The US Capitol Just Honored Norman Borlaug, The Man Who Saved A Billion Lives

Norman Borlaug StatuteREUTERS/Gary CameronU.S. Secretary of Agriculture Tom Vilsack (2nd L) and Senate Minority Leader Mitch McConnell (R-KY) (L) unveil a statue of Dr. Norman E. Borlaug at Statuary Hall in the U.S. Capitol in Washington March 25, 2014. American biologist Borlaug was a humanitarian and Nobel laureate.

A statue was unveiled in the U.S. Capitol on Tuesday of plant scientist Norman Borlaug, the man widely considered as the father of the Green Revolution and whose work helped save as many as one billion people from starvation in the developing world.

Magicians Penn and Teller even called Borlaug “the greatest human that ever existed” in a recent episode of “Penn & Teller: Bullshit” (The segment is embedded below).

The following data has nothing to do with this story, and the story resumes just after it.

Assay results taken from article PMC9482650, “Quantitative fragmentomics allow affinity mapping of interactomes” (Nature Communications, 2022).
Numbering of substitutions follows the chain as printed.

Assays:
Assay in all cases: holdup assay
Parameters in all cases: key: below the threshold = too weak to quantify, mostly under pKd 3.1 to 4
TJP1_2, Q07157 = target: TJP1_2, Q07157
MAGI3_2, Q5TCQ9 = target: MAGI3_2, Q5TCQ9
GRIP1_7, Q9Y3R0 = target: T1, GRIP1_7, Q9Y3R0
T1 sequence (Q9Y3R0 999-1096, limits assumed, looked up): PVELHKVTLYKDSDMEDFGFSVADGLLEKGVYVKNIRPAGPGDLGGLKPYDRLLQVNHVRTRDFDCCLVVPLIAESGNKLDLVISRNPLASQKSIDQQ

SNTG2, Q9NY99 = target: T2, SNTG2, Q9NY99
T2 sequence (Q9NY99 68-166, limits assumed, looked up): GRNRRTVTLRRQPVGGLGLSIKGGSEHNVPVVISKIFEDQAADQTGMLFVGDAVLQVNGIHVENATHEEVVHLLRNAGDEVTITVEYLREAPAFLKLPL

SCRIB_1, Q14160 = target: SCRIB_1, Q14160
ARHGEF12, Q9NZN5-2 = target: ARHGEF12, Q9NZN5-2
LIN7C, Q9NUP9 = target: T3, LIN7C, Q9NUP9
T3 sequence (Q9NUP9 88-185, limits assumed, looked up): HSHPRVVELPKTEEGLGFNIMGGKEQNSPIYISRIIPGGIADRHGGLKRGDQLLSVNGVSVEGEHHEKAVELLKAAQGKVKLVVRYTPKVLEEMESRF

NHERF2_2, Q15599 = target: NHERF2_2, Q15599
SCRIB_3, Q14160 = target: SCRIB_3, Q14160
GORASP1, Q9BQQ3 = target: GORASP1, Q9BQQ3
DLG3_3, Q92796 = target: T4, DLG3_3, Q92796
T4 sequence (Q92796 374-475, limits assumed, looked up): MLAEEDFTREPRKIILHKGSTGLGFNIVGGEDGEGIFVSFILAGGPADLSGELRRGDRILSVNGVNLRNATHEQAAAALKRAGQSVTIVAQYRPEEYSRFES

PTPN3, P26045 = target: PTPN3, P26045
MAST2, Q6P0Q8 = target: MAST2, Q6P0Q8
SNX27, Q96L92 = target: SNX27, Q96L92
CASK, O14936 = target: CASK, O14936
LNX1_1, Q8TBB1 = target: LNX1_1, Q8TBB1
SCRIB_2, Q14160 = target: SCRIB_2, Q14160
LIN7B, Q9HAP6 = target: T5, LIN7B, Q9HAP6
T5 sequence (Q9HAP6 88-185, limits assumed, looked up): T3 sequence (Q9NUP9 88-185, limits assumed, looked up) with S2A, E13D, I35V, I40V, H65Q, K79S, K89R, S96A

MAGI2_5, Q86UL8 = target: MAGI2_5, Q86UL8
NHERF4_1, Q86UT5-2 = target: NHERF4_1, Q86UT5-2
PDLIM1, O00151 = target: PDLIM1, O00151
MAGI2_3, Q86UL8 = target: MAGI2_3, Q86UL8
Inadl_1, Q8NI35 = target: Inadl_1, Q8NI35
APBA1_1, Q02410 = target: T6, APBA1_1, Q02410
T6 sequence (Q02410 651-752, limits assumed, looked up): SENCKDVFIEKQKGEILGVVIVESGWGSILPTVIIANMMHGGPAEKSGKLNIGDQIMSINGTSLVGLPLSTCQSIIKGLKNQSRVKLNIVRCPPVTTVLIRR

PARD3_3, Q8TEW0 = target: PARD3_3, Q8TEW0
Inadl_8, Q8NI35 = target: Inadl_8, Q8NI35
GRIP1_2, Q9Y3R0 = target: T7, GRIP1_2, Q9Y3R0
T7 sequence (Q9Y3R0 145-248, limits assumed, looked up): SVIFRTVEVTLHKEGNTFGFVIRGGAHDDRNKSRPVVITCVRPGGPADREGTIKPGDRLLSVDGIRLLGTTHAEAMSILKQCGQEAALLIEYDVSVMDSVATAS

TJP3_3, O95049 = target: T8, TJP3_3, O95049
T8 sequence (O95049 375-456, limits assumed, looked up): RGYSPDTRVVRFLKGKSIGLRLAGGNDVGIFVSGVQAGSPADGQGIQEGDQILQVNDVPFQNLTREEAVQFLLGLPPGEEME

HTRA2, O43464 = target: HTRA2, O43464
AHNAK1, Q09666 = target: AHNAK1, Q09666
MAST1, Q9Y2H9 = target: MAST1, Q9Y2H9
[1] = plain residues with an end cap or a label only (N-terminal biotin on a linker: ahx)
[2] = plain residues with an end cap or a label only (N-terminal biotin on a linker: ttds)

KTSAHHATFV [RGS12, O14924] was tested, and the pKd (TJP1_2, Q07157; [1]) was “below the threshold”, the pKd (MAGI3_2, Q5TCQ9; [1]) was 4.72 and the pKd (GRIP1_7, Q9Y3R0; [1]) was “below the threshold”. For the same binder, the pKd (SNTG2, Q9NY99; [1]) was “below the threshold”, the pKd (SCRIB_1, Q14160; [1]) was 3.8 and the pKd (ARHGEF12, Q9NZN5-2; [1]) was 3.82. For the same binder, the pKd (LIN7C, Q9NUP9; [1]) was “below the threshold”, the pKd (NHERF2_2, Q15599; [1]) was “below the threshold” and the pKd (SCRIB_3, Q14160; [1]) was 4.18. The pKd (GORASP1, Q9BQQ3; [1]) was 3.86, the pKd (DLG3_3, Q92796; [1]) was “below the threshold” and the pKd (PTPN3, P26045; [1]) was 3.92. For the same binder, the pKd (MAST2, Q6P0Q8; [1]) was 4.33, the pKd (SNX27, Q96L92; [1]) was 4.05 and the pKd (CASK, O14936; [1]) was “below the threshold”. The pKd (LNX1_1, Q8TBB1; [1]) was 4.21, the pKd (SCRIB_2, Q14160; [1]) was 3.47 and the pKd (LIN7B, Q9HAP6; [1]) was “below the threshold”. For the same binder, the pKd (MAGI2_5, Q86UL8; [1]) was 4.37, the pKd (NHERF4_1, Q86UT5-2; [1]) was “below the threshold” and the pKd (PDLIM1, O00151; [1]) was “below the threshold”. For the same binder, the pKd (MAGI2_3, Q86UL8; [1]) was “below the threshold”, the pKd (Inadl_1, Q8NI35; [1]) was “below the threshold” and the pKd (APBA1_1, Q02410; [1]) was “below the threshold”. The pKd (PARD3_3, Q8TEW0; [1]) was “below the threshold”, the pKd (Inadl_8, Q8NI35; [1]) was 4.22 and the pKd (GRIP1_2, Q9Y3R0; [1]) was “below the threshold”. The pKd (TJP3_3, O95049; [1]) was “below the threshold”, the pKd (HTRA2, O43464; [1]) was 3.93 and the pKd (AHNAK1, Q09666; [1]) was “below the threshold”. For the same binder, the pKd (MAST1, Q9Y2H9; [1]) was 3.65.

Norman BorlaugAP Photo/Bill MeeksNorman Borlaug looks over some sorghum tests, Oct. 30, 1996.

Borlaug, who died in 2009 and would have celebrated his 100th birthday today, won the Nobel Peace Prize in 1970 for developing new varieties of wheat that were resistant to disease and had high-yield potential.

The new breeding technique and other advances in agricultural practices that were embraced by farmers in Mexico and Asia, increased food production and helped to save millions from hunger.

According to an obituary in The New York Times, Borlaug’s “breeding of high-yielding crop varieties helped to avert mass famines that were widely predicted in the 1960s, altering the course of history.”

“Because of his achievements to prevent hunger, famine and misery around the world,” The World Food Prize writes on its website, “it is said that Dr. Borlaug has ‘saved more lives than any other person who has ever lived.'”

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